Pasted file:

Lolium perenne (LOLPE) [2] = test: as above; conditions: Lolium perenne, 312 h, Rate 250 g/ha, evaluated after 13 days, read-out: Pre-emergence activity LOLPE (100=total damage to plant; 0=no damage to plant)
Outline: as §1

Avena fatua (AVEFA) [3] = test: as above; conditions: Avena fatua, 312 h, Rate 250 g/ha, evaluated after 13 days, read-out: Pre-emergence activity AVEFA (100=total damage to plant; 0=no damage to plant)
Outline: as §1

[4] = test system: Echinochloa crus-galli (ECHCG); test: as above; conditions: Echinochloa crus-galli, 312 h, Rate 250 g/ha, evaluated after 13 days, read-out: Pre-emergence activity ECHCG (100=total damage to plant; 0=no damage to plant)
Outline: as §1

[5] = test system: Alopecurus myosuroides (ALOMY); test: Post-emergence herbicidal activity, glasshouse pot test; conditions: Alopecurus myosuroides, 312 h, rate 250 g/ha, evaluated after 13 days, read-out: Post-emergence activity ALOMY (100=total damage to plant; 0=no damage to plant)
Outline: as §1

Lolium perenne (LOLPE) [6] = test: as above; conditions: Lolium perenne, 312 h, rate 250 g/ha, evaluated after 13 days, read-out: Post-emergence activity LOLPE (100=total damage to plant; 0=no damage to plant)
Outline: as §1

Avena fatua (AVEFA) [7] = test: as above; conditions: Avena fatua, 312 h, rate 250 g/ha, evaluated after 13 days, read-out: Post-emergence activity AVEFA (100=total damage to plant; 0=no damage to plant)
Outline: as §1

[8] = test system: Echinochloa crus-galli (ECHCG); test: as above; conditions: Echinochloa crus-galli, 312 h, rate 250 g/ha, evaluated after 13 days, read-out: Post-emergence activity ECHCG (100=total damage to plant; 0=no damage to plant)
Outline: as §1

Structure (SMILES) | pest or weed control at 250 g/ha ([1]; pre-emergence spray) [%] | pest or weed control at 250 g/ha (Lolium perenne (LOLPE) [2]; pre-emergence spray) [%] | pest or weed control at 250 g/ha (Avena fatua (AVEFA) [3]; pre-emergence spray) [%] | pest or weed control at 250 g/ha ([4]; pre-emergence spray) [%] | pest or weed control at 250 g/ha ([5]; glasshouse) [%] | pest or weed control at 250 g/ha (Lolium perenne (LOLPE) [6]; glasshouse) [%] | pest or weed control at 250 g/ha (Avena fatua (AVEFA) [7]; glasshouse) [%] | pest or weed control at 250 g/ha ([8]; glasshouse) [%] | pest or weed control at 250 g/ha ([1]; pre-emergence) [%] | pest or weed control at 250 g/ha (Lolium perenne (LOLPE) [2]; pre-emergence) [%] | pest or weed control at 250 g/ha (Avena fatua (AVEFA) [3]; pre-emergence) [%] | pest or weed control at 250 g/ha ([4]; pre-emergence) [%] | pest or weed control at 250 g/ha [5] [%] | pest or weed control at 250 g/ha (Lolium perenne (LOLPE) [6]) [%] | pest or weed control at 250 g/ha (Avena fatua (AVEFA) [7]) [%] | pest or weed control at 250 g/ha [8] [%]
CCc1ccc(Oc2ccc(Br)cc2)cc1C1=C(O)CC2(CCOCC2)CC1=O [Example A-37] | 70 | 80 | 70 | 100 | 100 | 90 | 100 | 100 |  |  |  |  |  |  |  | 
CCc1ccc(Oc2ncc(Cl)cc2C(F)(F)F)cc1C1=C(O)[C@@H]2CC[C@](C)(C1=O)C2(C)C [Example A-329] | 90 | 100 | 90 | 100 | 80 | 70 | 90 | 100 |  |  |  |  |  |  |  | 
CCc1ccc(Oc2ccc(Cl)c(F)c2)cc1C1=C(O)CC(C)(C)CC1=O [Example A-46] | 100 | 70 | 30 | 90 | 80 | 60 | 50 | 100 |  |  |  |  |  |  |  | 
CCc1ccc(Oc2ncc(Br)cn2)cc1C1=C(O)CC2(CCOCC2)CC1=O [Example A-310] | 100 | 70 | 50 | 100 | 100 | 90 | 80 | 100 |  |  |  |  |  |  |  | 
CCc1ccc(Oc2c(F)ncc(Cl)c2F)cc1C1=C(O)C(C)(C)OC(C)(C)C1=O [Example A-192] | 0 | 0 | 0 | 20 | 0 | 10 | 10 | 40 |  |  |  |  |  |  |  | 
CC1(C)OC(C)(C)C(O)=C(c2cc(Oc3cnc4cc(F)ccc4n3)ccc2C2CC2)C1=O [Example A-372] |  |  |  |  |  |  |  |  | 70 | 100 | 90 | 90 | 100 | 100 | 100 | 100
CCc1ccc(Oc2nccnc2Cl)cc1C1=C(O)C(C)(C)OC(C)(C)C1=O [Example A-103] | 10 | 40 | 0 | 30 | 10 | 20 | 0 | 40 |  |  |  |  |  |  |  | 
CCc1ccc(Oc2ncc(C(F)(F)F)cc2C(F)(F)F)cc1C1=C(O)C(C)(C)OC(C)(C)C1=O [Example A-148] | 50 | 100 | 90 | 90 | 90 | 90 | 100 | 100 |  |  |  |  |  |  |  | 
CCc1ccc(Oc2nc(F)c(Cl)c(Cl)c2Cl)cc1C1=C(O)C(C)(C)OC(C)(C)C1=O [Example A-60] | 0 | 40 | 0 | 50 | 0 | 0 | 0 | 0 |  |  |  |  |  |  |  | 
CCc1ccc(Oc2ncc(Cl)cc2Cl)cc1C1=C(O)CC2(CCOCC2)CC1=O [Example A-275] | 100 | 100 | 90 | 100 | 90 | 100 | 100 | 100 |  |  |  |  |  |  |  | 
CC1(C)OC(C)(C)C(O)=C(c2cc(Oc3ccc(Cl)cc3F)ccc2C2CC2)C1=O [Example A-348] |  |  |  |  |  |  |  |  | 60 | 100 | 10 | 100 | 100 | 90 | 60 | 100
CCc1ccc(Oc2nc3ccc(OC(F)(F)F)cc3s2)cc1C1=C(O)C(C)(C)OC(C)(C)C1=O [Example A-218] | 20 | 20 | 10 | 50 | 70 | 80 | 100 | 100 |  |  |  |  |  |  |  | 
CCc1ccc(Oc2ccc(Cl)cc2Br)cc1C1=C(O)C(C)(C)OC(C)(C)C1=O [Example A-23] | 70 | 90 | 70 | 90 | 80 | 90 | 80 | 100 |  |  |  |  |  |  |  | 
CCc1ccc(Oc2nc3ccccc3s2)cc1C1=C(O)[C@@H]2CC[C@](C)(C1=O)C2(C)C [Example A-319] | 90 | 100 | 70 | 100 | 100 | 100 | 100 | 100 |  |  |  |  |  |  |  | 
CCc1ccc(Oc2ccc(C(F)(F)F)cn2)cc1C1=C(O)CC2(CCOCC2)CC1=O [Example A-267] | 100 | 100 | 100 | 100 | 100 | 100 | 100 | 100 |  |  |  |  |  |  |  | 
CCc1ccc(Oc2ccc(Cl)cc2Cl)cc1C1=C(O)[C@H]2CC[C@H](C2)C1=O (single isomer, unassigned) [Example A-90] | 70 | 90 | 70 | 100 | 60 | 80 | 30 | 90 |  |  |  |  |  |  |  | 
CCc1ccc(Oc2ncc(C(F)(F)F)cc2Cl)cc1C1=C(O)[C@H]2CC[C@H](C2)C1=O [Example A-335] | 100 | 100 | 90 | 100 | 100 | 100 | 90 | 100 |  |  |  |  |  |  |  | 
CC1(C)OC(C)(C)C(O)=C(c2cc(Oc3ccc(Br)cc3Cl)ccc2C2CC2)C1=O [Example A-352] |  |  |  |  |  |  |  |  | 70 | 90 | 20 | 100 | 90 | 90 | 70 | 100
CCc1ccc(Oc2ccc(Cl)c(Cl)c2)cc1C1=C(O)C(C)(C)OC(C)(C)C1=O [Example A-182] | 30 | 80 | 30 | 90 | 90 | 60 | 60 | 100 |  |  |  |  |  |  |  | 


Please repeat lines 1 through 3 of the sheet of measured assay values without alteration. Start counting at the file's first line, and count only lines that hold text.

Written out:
Lolium perenne (LOLPE) [2] = test: as above; conditions: Lolium perenne, 312 h, Rate 250 g/ha, evaluated after 13 days, read-out: Pre-emergence activity LOLPE (100=total damage to plant; 0=no damage to plant)
Outline: as §1

Avena fatua (AVEFA) [3] = test: as above; conditions: Avena fatua, 312 h, Rate 250 g/ha, evaluated after 13 days, read-out: Pre-emergence activity AVEFA (100=total damage to plant; 0=no damage to plant)